Death to Dirt Bikes
City Destroys Illegal Vehicles, Scraps Plans to Donate Them to Charity
Inside a chain-link fence at the city's Pulaski Highway impound lot, hundreds of dirt bikes, mini-bikes, and all-terrain vehicles lean against each other, awaiting destruction. So far this year, the city has seized almost 900 of the vehicles, and the Baltimore Transportation Department has destroyed about half of those, according to department spokeswoman Adrienne Barnes.
Starting this month, Baltimore police can take advantage of a new law allowing them to seize unregistered motorcycles anywhere in the city unless they are immobilized by the owner. The law is the latest attempt by the city to keep off-road vehicles from city streets, a problem that has vexed city officials for years. The rules on dirt bikes have grown sufficiently complex that a measure currently under consideration by the city would fund a public service campaign to explain them.
Under current law, dirt bikes, mini-bikes, and other unregistered motorcycles can't be ridden anywhere in the city, although it is still legal to own them. It is also illegal to fill them with gasoline in the city. Mopeds and small scooters (with engines under 50 ccs) can be ridden legally without a motorcycle license on the street, under a 2006 law change that exempts them from the city ban. Outlawed in 2000 after several fatal accidents involving dirt bikes, dirt bikes have proven difficult to do away with, due in part to a police policy that forbids officers from chasing them.
"In order to seize them," police department spokesman Sterling Clifford says, "you pretty much have to catch them in the act, and that's difficult. The police have a policy in place where they don't chase dirt bikes, and that's because a kid on a dirt bike trying to evade police is just a fatality waiting to happen."
Baltimore's laws differ from neighboring jurisdictions, where dirt bikes and similar vehicles can be ridden on private property. Richard Riley, legislative officer for the area chapter of the American Motorcyclist Association and president of the Maryland Motorcycle Dealer Association, worries that legitimate riders, who take the bikes to trails or race tracks outside the city, will be hurt by the new law.
"My take on it initially is that you're going to be punishing the good folks for a few of the bad ones," he says. "There are already laws on the books. If one would enforce the laws that are on the books, we would solve the problem."
Even disposing of the seized motorcycles has been a problem. Under the law, dirt bikes must be sold, destroyed, or donated to an overseas charity. The Transportation Department's Barnes couldn't remember the last time they were auctioned, and says they aren't sold or donated for fear that the bikes would end up back on the streets. The donation option was added to city law in 2002, sponsored by Mayor Sheila Dixon when she was City Council president; she suggested they could be sent to Africa. Barnes says the donation plan was eventually abandoned, and it is unclear how many if any bikes actually went to Africa. Barnes says it was unlikely the plan would be reconsidered; Dixon's office did not respond to inquiries about the matter.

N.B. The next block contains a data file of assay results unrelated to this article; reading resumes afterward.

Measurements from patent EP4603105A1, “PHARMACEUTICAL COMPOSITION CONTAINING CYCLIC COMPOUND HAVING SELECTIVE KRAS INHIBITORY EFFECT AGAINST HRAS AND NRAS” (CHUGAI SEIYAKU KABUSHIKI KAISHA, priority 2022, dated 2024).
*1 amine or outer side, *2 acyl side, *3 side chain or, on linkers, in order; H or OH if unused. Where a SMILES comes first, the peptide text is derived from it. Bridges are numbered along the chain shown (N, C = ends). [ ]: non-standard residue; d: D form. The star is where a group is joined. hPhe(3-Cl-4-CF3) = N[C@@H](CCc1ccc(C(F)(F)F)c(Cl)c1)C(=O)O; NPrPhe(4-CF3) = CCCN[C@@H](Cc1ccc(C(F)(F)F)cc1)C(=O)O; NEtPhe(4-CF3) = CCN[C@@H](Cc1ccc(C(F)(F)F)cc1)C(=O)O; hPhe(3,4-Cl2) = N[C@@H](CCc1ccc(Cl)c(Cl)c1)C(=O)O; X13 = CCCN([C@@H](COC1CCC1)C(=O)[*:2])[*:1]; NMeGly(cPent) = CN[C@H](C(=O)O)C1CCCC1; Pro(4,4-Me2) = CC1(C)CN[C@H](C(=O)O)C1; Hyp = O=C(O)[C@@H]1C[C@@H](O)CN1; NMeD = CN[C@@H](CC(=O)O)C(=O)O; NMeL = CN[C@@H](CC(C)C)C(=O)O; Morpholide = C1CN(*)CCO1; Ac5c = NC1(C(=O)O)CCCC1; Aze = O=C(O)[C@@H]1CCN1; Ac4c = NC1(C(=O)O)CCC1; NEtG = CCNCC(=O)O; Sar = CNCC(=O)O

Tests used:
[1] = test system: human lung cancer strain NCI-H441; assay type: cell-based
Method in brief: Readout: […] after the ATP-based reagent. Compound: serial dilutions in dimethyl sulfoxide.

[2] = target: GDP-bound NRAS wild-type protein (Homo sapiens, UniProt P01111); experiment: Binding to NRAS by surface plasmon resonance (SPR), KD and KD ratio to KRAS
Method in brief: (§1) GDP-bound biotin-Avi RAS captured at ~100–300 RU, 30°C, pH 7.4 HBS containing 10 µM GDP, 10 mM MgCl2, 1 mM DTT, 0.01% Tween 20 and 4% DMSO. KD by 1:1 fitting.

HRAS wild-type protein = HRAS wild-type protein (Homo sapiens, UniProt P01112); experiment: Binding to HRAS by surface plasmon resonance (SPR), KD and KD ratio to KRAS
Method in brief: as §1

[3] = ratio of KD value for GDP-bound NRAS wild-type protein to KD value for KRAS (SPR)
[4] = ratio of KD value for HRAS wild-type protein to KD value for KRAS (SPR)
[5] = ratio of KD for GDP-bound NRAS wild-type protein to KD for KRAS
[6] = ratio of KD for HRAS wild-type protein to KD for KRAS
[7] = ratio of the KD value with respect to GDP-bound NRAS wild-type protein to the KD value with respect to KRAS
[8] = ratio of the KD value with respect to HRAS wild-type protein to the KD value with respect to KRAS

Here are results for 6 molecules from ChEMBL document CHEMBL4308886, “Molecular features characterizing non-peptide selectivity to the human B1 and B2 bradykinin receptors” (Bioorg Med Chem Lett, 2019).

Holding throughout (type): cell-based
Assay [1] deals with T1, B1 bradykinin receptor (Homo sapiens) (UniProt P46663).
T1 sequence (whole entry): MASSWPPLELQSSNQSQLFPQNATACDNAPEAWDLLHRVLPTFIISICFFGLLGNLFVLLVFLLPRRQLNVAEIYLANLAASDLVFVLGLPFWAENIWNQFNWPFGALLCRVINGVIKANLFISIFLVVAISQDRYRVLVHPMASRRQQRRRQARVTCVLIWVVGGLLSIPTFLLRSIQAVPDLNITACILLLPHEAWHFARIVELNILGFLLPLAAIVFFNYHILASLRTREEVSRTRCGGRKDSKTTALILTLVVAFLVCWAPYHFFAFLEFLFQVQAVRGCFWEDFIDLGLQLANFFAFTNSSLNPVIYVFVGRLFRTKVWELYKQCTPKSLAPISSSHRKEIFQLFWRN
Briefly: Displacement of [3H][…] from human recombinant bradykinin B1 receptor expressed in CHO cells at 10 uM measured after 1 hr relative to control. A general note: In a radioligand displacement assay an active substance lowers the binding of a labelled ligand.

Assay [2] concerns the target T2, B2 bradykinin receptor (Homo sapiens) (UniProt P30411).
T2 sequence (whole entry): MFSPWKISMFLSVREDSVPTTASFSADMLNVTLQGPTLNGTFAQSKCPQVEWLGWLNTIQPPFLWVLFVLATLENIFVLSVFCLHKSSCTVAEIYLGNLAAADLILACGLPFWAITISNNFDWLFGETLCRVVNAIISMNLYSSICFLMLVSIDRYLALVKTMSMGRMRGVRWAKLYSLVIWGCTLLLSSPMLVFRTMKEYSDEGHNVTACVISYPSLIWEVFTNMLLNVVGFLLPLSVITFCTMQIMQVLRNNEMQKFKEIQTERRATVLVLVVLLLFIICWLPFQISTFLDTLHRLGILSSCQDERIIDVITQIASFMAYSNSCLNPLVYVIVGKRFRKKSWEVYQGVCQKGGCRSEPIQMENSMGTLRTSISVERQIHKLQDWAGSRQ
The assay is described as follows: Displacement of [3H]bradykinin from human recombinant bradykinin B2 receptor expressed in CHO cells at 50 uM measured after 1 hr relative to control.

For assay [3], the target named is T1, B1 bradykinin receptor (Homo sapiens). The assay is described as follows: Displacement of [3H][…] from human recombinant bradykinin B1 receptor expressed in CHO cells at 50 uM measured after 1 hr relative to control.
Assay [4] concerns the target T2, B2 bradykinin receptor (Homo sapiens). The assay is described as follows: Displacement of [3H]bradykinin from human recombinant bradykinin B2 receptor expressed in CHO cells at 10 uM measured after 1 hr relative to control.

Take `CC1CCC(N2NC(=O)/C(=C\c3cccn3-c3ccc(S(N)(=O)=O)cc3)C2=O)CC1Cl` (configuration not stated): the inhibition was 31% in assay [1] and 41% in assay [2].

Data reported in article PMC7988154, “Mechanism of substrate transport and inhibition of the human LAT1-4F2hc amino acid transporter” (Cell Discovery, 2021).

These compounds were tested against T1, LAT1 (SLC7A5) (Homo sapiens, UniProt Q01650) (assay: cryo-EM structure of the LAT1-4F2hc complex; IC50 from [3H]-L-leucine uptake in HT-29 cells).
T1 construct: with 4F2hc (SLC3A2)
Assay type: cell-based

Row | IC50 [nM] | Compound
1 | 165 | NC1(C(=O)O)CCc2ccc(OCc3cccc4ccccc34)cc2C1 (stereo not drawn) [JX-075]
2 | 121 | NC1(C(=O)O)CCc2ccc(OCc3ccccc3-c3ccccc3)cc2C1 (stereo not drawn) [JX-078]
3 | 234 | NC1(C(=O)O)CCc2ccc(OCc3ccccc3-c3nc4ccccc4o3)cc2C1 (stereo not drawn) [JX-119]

The bikes in the impound lot will be loaded into a container and taken to a local scrap yard, which pays the city at the going rate for sheet iron--about 4 cents a pound. They will be accompanied by a city police officer, who certifies their destruction.
At least one area charity still has hopes of rescuing the bikes. Andrew Cary of Rock City Church in Baltimore County says his organization would pick the bikes up within hours if they were offered, to be fixed up by one of Rock City's parishioners and shipped at the church's expense. Dirt bikes are useful, he says, for doctors traveling between African villages, and he could fit a few in a container bound for Ghana, along with an ambulance full of medical supplies. Cary was disheartened to learn that the bikes were being destroyed.
"We always believe that those bikes that are confiscated, rather than throw them off the ocean bed or melt them down, that there is a good use," he says. "Put these into the hands of doctors that could get them out in the field. That's one of the great uses that could come from them."
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